Cornell Botanic Garden has a variety of programs for children in grades K-8. In the International Crop Garden, for example, children learn about the different plants that feed people all over the world. In another program, the children explore and learn about native wildflowers. Using native wildflowers, the students learn about life cycles, the ecology, and botany of those plants – basic plant science. And we can’t forget about trees – in one of the programs offered, students learn to identify trees and even get to take core samples.
Undergraduate and graduate internships are also available. The summer internship program aims to build on classroom learning by providing hands-on experience in many aspects of plant science, from plant identification to learning more about native plants, collecting seeds from rare plants to learning more about preserving natural areas. The internship programs are open to all majors. One of the internships is specifically reserved for a non-plant science major. You can learn more about the experiences of some of the interns here.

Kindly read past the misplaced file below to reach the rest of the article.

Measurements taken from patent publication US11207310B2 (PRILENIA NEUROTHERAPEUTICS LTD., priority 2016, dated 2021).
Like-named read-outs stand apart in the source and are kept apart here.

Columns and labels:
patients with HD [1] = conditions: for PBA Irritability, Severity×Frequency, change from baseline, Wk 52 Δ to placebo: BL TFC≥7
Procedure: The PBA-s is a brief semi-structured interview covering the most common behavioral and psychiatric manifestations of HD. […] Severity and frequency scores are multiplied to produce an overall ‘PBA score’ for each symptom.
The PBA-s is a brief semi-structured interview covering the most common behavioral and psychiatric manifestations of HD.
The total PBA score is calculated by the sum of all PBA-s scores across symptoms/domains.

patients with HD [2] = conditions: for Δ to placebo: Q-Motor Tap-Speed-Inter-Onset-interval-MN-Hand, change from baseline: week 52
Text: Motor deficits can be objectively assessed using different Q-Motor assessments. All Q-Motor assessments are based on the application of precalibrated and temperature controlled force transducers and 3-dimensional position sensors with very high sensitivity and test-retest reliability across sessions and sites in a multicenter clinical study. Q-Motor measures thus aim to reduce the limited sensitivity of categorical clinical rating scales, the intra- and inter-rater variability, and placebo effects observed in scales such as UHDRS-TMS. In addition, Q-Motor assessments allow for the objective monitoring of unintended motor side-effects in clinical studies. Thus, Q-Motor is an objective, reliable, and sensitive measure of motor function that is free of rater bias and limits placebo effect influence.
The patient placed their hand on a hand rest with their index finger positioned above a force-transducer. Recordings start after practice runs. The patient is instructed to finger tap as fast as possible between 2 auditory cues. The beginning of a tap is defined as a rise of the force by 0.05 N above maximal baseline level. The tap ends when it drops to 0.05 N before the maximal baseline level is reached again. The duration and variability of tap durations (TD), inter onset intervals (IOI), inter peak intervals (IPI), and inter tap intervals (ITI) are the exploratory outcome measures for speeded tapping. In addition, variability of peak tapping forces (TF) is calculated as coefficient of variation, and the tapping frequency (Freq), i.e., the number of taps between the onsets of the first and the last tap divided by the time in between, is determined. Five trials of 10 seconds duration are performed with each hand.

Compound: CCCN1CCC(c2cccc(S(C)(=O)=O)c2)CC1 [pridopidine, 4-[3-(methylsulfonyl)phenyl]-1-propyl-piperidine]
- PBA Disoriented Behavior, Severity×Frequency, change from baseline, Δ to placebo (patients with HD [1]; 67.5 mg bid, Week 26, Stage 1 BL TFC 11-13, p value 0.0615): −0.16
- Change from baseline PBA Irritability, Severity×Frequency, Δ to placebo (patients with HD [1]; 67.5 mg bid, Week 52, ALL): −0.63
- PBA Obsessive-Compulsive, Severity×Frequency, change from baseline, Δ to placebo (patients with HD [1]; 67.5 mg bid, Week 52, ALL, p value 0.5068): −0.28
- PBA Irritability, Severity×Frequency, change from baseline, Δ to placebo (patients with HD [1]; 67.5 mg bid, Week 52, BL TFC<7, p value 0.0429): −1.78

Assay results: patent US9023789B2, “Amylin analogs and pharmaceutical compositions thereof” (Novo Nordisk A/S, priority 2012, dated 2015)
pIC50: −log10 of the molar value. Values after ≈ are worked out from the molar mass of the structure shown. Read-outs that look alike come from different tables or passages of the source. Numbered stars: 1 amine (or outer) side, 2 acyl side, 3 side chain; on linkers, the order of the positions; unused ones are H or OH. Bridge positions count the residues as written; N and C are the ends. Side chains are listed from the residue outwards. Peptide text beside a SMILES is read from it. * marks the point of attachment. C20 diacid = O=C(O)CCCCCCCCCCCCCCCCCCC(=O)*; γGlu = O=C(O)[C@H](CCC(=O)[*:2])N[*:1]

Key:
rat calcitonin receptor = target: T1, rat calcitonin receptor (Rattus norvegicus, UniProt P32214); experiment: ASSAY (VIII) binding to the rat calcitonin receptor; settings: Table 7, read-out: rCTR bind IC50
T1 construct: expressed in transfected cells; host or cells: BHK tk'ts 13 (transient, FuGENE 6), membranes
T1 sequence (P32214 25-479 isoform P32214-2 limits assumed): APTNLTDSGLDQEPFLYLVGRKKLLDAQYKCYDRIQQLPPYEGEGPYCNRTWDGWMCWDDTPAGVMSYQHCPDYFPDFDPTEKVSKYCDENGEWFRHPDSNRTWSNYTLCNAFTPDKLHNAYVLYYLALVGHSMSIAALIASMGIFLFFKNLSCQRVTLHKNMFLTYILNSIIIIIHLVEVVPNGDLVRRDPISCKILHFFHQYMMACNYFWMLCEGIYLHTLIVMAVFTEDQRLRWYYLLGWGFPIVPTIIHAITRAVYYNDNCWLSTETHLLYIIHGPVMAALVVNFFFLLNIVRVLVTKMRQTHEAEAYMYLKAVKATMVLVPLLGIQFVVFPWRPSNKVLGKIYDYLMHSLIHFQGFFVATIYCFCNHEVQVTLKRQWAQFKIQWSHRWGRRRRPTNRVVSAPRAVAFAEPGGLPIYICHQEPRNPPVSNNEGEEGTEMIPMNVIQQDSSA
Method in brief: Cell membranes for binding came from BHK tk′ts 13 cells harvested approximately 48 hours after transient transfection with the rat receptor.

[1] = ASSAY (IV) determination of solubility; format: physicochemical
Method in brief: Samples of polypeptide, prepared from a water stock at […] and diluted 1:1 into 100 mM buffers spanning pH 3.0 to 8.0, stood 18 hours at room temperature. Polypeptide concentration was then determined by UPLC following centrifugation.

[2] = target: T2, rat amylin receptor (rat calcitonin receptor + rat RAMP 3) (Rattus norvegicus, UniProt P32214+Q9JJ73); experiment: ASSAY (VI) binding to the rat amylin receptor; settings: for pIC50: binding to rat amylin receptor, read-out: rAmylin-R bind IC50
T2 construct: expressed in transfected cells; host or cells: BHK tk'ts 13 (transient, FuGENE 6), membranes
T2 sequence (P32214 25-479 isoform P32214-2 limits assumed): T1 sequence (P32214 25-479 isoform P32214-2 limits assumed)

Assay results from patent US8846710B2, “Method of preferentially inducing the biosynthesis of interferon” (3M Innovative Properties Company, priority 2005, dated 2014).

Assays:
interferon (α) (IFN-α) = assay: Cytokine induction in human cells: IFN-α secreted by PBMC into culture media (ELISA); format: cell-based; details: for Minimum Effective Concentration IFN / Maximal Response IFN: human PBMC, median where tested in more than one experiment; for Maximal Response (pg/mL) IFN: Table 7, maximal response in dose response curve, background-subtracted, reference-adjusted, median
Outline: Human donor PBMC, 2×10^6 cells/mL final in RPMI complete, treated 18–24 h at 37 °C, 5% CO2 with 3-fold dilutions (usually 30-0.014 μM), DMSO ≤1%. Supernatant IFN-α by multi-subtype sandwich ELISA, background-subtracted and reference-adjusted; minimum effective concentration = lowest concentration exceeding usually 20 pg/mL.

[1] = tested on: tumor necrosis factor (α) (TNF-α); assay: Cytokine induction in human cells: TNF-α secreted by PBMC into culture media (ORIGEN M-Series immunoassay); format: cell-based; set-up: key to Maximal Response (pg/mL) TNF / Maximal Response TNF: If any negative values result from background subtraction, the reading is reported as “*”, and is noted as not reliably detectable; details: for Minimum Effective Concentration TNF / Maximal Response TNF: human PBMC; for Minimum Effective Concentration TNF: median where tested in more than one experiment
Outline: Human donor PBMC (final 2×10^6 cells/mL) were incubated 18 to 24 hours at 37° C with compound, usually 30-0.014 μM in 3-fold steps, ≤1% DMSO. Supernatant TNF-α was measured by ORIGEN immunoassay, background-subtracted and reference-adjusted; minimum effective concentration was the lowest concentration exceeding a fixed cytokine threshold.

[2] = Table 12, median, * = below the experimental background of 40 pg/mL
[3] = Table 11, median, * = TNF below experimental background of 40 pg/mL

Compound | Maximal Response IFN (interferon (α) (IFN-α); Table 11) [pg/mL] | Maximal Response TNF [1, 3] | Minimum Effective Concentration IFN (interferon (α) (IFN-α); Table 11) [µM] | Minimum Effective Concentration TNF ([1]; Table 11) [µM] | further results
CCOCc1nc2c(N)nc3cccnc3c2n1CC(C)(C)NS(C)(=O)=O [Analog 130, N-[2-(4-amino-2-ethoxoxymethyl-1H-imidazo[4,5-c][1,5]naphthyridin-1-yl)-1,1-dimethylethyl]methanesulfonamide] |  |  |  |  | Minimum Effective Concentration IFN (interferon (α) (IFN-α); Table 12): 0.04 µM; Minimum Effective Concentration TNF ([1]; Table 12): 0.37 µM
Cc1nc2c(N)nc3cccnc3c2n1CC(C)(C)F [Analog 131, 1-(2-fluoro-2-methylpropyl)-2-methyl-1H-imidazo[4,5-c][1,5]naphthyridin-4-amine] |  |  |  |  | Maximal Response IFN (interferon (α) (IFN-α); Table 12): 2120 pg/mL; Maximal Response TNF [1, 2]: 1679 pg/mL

Learn more about K-8 programs at Cornell Botanic Garden here and internships here.
Photos courtesy of Cornell Botanic Garden: Rayleen Ludgate, the Youth Education Coordinator, takes all local 3rd grade school children into the Mundy Wildflower Garden each spring to teach them about native wildflowers. The second photo is one of the volunteer docents, Susanne Lorbeer, who is leading a plant identification walk for Cornell students.
The University of Washington Botanic Gardens has several programs for teaching young aspiring scientists. Many of the sessions build on each other so that young students can develop an understanding of the basics. For example, the Plants 101 session teaches students how to categorize, to collect data and how to “compare and contrast” different parts of plants. Plants 201 digs deeper by looking at specific functions of the parts of the plant. There are sessions on wetlands and on forests, as well. Find out more about the programs for young students here and here.